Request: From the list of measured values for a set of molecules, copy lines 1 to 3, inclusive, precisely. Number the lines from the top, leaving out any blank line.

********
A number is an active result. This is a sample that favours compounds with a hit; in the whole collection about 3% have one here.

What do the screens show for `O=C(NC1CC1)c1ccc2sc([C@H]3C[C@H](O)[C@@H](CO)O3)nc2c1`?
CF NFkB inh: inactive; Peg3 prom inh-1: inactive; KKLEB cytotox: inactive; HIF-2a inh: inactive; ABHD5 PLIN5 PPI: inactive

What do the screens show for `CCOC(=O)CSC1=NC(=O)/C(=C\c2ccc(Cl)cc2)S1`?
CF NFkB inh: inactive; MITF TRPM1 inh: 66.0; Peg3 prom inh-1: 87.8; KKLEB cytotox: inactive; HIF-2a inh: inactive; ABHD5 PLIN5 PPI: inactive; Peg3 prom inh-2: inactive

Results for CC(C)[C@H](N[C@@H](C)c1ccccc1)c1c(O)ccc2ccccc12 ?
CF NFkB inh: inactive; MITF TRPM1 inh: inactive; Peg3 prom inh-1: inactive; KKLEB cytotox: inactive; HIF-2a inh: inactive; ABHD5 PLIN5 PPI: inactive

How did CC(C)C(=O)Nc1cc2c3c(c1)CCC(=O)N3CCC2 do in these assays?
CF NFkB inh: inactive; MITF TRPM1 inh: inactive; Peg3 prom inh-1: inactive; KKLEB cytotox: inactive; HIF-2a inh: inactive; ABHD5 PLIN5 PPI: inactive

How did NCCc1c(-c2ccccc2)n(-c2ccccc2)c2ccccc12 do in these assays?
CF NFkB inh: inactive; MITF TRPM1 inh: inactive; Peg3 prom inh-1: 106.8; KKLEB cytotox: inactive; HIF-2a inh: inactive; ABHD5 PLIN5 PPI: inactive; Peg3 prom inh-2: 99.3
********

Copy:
A number is an active result. This is a sample that favours compounds with a hit; in the whole collection about 3% have one here.

What do the screens show for `O=C(NC1CC1)c1ccc2sc([C@H]3C[C@H](O)[C@@H](CO)O3)nc2c1`?
CF NFkB inh: inactive; Peg3 prom inh-1: inactive; KKLEB cytotox: inactive; HIF-2a inh: inactive; ABHD5 PLIN5 PPI: inactive